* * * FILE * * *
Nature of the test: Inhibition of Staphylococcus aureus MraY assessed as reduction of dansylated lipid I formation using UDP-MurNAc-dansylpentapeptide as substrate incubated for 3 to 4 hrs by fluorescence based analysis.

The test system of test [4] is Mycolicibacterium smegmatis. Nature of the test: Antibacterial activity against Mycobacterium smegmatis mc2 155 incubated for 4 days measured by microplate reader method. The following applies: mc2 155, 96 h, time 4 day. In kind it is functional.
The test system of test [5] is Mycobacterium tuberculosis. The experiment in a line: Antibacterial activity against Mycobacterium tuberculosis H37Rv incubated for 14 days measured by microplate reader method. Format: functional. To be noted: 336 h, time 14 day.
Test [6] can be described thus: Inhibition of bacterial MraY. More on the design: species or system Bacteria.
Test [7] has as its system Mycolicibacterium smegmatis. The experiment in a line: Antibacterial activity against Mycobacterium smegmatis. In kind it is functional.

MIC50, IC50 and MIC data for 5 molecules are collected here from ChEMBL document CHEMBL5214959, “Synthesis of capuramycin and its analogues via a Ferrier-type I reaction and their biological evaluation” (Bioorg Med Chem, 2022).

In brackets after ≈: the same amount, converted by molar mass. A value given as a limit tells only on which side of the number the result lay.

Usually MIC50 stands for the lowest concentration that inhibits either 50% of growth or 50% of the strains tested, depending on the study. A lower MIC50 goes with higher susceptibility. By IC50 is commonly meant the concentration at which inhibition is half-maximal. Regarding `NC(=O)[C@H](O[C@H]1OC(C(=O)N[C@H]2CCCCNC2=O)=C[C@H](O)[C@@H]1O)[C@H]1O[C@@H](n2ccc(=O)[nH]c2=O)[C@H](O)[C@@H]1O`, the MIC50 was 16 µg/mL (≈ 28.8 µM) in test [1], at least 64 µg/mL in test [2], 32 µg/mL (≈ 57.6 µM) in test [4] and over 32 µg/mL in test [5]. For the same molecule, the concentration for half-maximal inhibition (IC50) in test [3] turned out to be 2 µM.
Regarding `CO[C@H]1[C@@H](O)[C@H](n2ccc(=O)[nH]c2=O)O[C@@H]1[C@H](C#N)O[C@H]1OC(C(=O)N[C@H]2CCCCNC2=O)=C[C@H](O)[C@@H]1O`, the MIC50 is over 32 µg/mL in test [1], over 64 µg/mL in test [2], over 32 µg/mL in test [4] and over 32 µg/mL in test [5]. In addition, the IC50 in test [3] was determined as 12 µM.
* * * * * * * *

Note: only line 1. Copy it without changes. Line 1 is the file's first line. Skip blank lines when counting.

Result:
Nature of the test: Inhibition of Staphylococcus aureus MraY assessed as reduction of dansylated lipid I formation using UDP-MurNAc-dansylpentapeptide as substrate incubated for 3 to 4 hrs by fluorescence based analysis.